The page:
Staff Publications

Staff Publications

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    'Staff publications' is the digital repository of Wageningen University & Research

    'Staff publications' contains references to publications authored by Wageningen University staff from 1976 onward.

    Publications authored by the staff of the Research Institutes are available from 1995 onwards.

    Full text documents are added when available. The database is updated daily and currently holds about 240,000 items, of which 72,000 in open access.

    We have a manual that explains all the features 

Record number 304363
Title A field test of Root Zone Water Quality Model - pesticide and bromide behavior
Author(s) Ahuja, L.R.; Ma, Q.L.; Rojas, K.W.; Boesten, J.J.T.I.; Farahani, H.J.
Source Pesticide science : a journal of international research and technology on crop protection and pest control 48 (1996)2. - ISSN 0031-613X - p. 101 - 108.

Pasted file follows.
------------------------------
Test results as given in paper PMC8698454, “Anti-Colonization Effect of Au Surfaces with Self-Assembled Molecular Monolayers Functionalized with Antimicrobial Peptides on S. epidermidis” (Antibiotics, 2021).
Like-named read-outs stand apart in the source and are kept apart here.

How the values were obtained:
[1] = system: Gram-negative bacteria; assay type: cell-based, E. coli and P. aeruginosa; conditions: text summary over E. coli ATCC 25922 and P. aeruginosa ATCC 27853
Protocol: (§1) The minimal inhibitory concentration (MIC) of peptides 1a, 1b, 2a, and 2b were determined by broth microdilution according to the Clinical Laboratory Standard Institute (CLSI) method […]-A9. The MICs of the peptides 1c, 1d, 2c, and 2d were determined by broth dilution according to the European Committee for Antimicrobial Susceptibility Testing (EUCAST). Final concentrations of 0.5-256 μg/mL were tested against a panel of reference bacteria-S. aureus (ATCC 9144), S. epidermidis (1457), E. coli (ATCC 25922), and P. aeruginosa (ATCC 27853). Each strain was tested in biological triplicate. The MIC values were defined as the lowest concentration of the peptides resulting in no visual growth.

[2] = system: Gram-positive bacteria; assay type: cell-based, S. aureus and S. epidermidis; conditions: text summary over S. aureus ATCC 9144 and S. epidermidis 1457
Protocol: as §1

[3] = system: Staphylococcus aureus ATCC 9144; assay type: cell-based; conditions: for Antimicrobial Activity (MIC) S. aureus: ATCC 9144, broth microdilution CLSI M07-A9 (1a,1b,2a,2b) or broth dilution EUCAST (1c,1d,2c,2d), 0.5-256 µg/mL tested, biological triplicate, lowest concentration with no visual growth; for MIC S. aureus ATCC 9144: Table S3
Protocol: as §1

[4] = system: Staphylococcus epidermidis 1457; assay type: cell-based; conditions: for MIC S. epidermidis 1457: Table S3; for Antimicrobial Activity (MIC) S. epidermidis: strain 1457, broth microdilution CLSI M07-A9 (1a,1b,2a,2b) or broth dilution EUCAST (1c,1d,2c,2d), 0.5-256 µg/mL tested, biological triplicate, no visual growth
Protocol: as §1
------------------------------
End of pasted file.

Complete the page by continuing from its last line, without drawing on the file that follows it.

Department(s) Winand Staring Centre for Integrated Land, Soil and Water Research
Publication type Refereed Article in a scientific journal
Publication year 1996
Keyword(s) colloïdale eigenschappen - persistentie - pesticidenresiduen - pesticiden - gewasbescherming - bodem - bodemkunde - bodemoplossing - colloidal properties - persistence - pesticide residues - pesticides - plant protection - soil - soil science - soil solution
Categories Soil Science (General)
Abstract The Root Zone Water Quality Model is a process-based model that integrates physical, chemical and biological processes to simulate the fate and movement of water and agrochemicals over and through the root zone at a representative point in a field with various management practices. The model was evaluated with field data for the movement of water and bromide, and the transformation and transport of cyanazine and metribuzin in the soil profile. The model reasonably simulated soil water and bromide movement. Pesticide persistence was predicted reasonably well with a two-site sorption model that assumes a rate-limited adsorption-desorption process with the additional assumption of negligible degradation of interaggregate-adsorbed pesticides.
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